Editor’s note: this article was originally published in Forbes on September 19th.
Much of the discussion and debate around bringing higher education online has touched upon the implications of putting course material online versus in-person teaching. There are many questions floating around, such as how will students benefit from online classes if course credit isn’t given? What does the future hold for traditional brick and mortar institutions? While these points are important and not to be dismissed, there is a key issues that education pundits are often overlooking: the issue of access.
For millions of people around the world, the choice is not between attending traditional university and online courses, between hearing a lecture in-person and watching one online. As Princeton professor Mitch Duneier said in a recent op-ed on Chronicle of Higher Education, for many students, the choice is between online education and no education at all.
Here are some compelling statistics from the World Bank:
Needless to say, few countries can offer universal university-level education for free. But as Internet access improves globally, online education is becoming a very real solution for students who might not have the prior experience needed to enroll in local colleges, who can’t afford tuition, whose lifestyle does not permit them the leisure to attend classes in person, or or who can’t commute to schools far away from home. According to an International Telecommunications Union report, one third of the world’s population is online. Over the last five years, developing countries have increased their share of the world’s total number of Internet users from 44% in 2006 to 62% in 2011.
As online education has rapidly developed in recent months, some have argued that merely opening up access to higher education classes doesn’t translate into tangible benefits for students — especially if students aren’t receiving official university credit for courses taken. But giving someone the opportunity to take courses taught by top-tier universities and professors strikes at the core of what learning is all about — fostering personal growth, creating career opportunities, spreading knowledge of important topics, and developing bonds with other students.
And indeed those career and educational advancement opportunities are beginning to open up. Askhat Murzabayev, an engineer from Almaty, Kazakhstan, has a bachelor’s degree in computer science from a local university. But the program there was limited, and so he jumped at the opportunity to take classes on machine learning and probabilistic graphical models (incidentally, classes we teach personally on Coursera).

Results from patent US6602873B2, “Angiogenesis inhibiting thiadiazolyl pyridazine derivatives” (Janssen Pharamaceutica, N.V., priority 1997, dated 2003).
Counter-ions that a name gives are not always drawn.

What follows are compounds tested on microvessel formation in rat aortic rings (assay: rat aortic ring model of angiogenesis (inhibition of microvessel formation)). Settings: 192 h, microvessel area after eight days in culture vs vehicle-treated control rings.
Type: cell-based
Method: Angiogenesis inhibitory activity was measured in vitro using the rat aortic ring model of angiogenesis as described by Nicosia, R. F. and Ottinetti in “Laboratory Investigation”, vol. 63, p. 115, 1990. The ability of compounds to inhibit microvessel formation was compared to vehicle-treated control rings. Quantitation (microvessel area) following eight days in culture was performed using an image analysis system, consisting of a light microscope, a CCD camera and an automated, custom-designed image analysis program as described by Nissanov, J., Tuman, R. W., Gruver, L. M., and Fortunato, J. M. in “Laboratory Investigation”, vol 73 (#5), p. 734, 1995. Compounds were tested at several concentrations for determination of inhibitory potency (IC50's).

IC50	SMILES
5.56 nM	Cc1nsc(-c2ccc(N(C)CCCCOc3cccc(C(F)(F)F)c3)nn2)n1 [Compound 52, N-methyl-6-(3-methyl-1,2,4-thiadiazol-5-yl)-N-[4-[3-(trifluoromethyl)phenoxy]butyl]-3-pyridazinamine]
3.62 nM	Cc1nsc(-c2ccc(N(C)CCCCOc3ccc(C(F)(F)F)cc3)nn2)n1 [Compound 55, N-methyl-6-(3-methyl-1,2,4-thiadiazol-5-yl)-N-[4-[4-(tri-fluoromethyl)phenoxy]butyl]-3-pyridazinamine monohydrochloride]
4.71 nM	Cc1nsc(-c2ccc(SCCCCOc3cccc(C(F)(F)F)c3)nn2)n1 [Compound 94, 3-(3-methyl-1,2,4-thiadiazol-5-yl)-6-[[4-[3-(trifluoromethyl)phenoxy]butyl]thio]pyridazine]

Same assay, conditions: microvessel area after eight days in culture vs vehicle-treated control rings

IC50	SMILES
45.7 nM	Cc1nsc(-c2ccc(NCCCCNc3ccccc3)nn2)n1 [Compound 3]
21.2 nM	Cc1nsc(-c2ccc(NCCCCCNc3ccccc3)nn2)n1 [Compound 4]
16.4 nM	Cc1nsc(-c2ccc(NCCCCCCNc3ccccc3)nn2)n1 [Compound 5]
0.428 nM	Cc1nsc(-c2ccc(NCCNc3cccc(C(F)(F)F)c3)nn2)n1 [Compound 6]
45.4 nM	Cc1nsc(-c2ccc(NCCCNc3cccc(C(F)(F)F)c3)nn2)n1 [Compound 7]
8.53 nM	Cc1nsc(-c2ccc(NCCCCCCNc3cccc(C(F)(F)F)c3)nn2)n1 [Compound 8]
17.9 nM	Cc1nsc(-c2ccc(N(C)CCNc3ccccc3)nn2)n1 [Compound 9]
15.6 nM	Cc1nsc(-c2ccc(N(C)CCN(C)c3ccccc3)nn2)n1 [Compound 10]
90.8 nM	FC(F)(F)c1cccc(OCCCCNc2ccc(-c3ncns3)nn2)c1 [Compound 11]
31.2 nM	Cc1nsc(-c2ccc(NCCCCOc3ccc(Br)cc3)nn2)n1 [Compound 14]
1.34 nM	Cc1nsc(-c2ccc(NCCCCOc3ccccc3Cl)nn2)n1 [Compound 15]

“At my university, there were no artificial intelligence classes available, and so this was a really amazing opportunity for me,” Murzabayev said as we chatted via Skype. “I’m putting the courses I’ve completed on my C.V., which I think will help me as I apply to graduate school in the United States. Coursera has definitely made my computer science background more well-rounded.”
Murzabayev is applying to MIT, University of California, Berkeley, Carnegie Mellon, University of Michigan, University of Pennsylvania, and Columbia, among others. When asked how he felt about taking courses online versus at his local university, he said, “One of the biggest differences to me was that I could take classes taught by Stanford professors as well as connect to a community and talk to people who were interested in the same topic as me — people from India, Brazil, from all over the world. I would have never been able to talk to those people otherwise. The fact that this knowledge is available to everyone with an Internet connection, for free, is very exciting.”
In the United States, access takes somewhat of a different shape. While technically many Americans continue to have access to higher education, that access is dependent on student loans. The burgeoning debt caused by these loans is becoming unsustainable both for the individual and for society at large. As reported in the New York Times last week, about 5.9 million people nationwide have fallen at least 12 months behind in making their loan payments. Yet, the cost of higher education continues to rise. Since 1985, the cost of higher education has gone up 559%, almost double the rate of the rising cost of health care. We have to start looking into ways to reduce the cost of higher education. Technology and online learning specifically, if thoughtfully employed, could reduce these costs, and allow our college students to graduate without being shackled to a gross amount of debt.
Not everything that happens in an in-person classroom is currently replicated with an online course, and perhaps the experience will never the quite the same. But there are new opportunities that online learning opens up that never would have been possible without this technology. We have the incredible opportunity to provide access to education to millions worldwide, to allow students to graduate without enormous debt, while at the same time allowing us to rethink and enrich the learning experience with the participation of students from almost every country in the world. We have the incredible opportunity to make education what it should be: a fundamental human right.-Daphne Koller and Andrew Ng, Co-founders